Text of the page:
We disagree with Moore's assertion that the circuit court ignored Bearden when it revoked his probation. Although Moore did express to his probation officer the difficulties he experienced in paying the fees associated with his probation, the circuit court made it clear that Moore had been permitted to participate in work release while serving his period of home incarceration. Furthermore, Moore admitted at the hearing, through his counsel, that he was working, at least during the period when Officer Carron was searching for him. The circuit court considered all of these factors when determining that Moore's probation should be revoked. Furthermore, the circuit court did not base its decision to revoke Moore's probation solely on his failure to make payments. Rather, there were a number of non-financial reasons supporting the circuit court's decision to revoke, including the commission of another crime, his failure to attend and complete a drug treatment program, his failure to find and maintain employment, and his failure to obtain his GED or vocational educational training. Therefore, we hold that the circuit court did not abuse its discretion in revoking Moore's probation and imposing a sentence of imprisonment.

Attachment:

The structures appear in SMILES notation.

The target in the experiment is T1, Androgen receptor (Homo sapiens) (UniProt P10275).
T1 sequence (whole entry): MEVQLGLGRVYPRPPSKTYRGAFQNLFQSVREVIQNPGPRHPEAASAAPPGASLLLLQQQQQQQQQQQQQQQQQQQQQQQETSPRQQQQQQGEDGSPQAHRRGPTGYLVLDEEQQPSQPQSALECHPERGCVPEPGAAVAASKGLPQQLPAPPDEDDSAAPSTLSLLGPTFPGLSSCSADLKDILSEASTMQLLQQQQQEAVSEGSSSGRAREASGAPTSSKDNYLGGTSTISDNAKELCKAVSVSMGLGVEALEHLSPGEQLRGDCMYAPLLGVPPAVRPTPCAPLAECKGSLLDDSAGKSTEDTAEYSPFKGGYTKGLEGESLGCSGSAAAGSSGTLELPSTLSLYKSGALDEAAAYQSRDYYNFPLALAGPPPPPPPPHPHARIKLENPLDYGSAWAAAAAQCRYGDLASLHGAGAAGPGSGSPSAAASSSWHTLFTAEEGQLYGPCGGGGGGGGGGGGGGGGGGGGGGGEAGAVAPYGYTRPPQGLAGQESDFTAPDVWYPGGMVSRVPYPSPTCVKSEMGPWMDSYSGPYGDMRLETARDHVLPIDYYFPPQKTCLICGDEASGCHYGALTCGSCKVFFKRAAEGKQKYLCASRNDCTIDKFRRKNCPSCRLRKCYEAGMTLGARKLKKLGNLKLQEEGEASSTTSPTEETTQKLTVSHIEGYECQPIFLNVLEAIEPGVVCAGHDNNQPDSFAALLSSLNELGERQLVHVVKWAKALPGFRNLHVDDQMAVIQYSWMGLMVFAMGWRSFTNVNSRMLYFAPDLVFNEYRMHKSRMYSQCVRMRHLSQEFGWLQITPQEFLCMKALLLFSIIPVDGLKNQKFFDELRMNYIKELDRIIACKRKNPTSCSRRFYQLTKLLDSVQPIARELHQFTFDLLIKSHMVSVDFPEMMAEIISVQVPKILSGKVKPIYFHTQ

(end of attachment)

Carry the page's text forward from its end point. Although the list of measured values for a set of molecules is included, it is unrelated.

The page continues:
For the foregoing reasons, the order of the Jefferson Circuit Court is affirmed.